The private visit of former US president Barack Obama got blanket coverage this week, even though he blanked the media and said little of substance.
Even though he was officially welcomed and meeting Jacinda Ardern, it was a private visit bankrolled by corporates and he wasn't obliged to talk to anyone else.
On the eve of his arrival Newshub's Patrick Gower revealed the organisers insisted on a blackout beyond news media to social media for his invited guests at his behind closed doors events.
But, as Patrick Gower pointed out, Barack Obama had good reasons for keeping headline-hungry reporters at arm's length.
"Any utterance could cause political instability not just in the US but around the world. He has said hardly anything and done hardly any interviews since he left office over a year ago," said Patrick Gower.
But why were our media so excited if he was unwilling and unlikely to say anything interesting?
And they were certainly excited.
Stuff’s daily e-newsletter Politically Correct last Monday began like a press release for Justin Beiber concert tour.
"Obama is coming!," it shrieked.
"It seems like we’ve been waiting for this moment for years. Barack Obama won the US election in 2008, and since then, this little country has been waiting its turn to get a glimpse of the influential leader in the flesh," it said.
"He was a class act and still is. It is an honour to have him here," said the New Zealand Herald on Wednesday.
From the moment he touched down the media tracked his every move - from a distance.
Every event - and nearly every beverage - was reported on breathless but boring live blogs and in some pretty boring reporting that went on all day.
Return on investment
Over nine long minutes that morning, former PM John Key told the AM Show this was money well spent by the sponsors such as Air New Zealand, of which he is a director.
"From a tourism perspective the reality is there's 100 million people who follow him," he said referring to Barack Obama's Twitter account.
"I saw a picture of him in the Dom Post yesterday at (Scottish golf course) St Andrews. An iconic picture. if there's a picture of him on a great New Zealand golf course it's gotta be good," said John Key.
(Is any photo of any celebrity on a golf course ever truly iconic?)
Later in the afternoon The Herald put a breaking news banner on a posed picture of John Key and Barack Obama on the Kauri Cliffs course. The picture had already been tweeted by Air New Zealand and turned into news - with Air NZ branding included - by TVNZ.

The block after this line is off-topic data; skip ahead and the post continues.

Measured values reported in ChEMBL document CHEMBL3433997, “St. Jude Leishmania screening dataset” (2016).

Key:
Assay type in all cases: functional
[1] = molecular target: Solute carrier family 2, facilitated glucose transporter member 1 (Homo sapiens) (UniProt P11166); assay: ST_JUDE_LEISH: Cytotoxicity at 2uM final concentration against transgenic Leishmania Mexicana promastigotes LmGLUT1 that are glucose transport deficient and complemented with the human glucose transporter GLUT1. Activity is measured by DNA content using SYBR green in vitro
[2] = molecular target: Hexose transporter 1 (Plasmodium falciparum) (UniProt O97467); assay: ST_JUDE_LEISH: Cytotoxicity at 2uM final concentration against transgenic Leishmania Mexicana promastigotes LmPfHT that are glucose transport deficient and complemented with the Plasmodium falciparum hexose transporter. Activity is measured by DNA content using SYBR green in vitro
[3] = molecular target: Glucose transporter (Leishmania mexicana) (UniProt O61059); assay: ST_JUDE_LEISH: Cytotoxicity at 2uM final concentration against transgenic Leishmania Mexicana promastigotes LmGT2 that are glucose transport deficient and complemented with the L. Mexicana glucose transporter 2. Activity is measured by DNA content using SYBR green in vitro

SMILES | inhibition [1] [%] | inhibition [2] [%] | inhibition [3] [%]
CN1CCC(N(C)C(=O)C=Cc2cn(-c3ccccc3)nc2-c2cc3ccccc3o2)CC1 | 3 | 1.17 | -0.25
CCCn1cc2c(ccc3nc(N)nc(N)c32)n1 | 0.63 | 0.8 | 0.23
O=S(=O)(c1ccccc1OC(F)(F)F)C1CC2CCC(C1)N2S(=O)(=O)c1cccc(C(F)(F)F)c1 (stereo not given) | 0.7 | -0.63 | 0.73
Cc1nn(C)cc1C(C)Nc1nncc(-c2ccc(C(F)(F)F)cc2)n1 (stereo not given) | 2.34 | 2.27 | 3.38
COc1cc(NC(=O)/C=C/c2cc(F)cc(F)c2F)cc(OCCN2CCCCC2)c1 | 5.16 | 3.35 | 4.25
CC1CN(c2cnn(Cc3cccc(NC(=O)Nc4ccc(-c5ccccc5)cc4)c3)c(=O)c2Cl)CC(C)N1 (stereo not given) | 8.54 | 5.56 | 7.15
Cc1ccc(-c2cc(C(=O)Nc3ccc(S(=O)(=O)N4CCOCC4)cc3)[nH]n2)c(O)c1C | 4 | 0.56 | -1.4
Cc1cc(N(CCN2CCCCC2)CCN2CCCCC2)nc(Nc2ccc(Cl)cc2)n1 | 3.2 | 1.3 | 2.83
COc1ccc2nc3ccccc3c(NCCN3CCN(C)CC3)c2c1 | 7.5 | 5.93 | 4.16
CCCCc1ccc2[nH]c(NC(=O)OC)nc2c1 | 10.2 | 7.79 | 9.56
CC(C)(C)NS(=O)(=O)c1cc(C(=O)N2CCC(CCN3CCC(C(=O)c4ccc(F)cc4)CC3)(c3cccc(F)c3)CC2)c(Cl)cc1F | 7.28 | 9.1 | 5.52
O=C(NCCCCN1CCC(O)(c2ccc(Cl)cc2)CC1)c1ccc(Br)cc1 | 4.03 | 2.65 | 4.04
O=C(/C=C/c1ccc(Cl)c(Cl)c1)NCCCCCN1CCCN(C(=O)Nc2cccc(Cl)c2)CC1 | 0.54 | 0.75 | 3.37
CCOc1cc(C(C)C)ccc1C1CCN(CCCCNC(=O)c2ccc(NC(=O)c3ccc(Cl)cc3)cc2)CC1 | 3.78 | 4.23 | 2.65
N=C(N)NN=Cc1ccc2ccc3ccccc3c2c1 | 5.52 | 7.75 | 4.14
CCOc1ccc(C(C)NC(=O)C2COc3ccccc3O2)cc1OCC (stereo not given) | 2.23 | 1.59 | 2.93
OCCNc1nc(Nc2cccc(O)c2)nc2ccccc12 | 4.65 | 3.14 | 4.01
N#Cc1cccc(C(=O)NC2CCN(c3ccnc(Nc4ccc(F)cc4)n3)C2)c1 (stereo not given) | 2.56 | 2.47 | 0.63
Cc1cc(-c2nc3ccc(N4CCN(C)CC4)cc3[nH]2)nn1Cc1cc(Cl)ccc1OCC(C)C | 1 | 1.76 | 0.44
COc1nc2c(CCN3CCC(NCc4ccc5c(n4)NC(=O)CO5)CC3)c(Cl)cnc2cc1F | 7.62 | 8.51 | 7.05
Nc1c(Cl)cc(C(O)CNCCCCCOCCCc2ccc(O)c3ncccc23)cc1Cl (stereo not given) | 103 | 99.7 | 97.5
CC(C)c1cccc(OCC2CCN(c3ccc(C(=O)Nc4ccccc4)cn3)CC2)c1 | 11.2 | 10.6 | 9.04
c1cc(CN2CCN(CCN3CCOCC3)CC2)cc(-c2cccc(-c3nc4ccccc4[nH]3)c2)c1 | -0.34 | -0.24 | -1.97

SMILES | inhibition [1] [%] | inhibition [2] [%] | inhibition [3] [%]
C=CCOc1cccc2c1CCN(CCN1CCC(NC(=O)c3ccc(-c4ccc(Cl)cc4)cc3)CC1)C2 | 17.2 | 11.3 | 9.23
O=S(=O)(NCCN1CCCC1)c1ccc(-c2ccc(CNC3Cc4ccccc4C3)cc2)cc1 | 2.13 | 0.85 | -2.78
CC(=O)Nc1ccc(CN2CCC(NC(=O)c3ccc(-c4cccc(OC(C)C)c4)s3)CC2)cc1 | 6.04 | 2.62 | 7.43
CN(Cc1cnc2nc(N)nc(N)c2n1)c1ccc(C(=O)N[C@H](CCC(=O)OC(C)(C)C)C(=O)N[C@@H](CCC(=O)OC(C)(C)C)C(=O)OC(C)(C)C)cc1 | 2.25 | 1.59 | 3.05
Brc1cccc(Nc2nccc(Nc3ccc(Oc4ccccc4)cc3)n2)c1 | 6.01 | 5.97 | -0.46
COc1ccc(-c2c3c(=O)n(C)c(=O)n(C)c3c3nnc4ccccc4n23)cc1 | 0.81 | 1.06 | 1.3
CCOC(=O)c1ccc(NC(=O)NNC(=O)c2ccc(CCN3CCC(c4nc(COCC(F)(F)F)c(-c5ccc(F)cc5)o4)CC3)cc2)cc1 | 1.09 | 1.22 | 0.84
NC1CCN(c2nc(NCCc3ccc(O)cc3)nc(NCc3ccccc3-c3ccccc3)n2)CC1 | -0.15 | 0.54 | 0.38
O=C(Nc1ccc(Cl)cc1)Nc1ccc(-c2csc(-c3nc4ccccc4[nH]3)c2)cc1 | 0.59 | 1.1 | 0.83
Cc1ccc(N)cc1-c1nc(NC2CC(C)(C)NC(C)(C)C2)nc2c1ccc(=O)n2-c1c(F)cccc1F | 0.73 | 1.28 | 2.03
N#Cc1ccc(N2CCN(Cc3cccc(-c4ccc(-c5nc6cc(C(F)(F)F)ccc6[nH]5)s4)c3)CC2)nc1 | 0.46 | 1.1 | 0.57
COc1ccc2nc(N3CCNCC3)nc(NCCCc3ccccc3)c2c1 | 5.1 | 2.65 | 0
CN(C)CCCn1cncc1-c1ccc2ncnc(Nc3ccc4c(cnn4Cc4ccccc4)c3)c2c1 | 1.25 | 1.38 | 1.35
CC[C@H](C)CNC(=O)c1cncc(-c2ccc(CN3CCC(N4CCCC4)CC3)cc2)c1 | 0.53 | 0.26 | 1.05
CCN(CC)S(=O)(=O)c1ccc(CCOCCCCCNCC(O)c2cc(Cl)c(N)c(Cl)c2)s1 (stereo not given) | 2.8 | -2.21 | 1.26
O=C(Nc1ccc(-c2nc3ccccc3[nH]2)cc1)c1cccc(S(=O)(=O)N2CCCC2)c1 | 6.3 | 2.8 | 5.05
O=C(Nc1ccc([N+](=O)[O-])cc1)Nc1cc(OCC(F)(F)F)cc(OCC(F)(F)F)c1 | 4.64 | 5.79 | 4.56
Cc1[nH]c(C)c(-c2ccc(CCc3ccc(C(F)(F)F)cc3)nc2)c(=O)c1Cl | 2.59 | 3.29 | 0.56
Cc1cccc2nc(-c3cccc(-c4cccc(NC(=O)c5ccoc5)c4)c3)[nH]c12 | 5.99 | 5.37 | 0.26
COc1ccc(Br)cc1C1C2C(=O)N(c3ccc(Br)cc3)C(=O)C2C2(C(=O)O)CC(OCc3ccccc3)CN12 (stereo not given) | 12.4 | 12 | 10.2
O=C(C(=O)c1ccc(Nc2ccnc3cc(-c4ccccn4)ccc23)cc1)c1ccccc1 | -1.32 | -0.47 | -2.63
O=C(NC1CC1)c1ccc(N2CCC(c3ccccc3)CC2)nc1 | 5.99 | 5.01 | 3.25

By Friday, the picture had only 44 re-tweets and garnered just 308 likes from Air New Zealand's 663,000 followers.
"If it all works as it supposed to Barack Obama will wing a club . . . Insta it to the world and everyone will see it and book a holiday here," Mike Hosking said on Newstalk ZB that morning - after he put in a plug for the golf course.
But his Newstalk ZB colleague Andrew Dickens reckoned that was unlikely.
"Over the past year, he’s posted no pictures of any place he visited. Same on Facebook. The tourism boost from Obama has been overblown," he told listeners.
"Obama has just spent two days in Singapore but I haven’t seen the world’s media covering the crap out of it," he added.
Andrew Dickens on Newstalk ZB was almost a lone voice when he said Barack Obama was irrelevant.
"Let’s be frank. This is an Air New Zealand promo for New Zealanders organised by Sir John Key who is on the Air New Zealand board. It’s no wonder they’re playing at Kauri Cliffs and not a Paraparaumu where Tiger Woods played because there’s no way Barack Obama could fly into the Kapiti Coast this week," he added.
Winding down on day 2
The media’s self-generated Obamamania seemed to wear off during day two of the tour.
Mike Hosking rated Barack Obama’s big dinner speech in Auckland only "4 out of 10" and on Three's The Project Patrick Gower said he “sick of watching rich guys play golf.”
That may have been tongue in cheek, but he wasn't alone.
The Herald's Matt Nippert posted the most-viewed stories list from Stuff - the country’s most visited news website - to show that at 6pm on Thursday, none of the top ten were about Barack Obama.
Somehow the Barack Obama visit and accompanying coverage and commentary is more embarrassing and cringeworthy than a royal tour.— Matt Nippert (@MattNippert) March 21, 2018
It was the same for the most-shared stories list, though one of the top ten 'most-commented' Stuff stories was about the visit: Should Barack Obama get red-carpet treatment for his private NZ trip?
Plenty of people commenting said 'no'.
But what about the payback in the form of all that precious overseas exposure for New Zealand?
As of late Thursday night, Mediawatch could only find one overseas report online: an AP news agency story on the site of US News and World Report, which was illustrated with a not very scenic picture of Barack Obama about to board a chopper.
But far-right broadcaster Alex Jones - prime mover at the infamous online platform Infowars - had seen it too.
Probably not the exposure Air New Zealand - or New Zealanders - really wanted.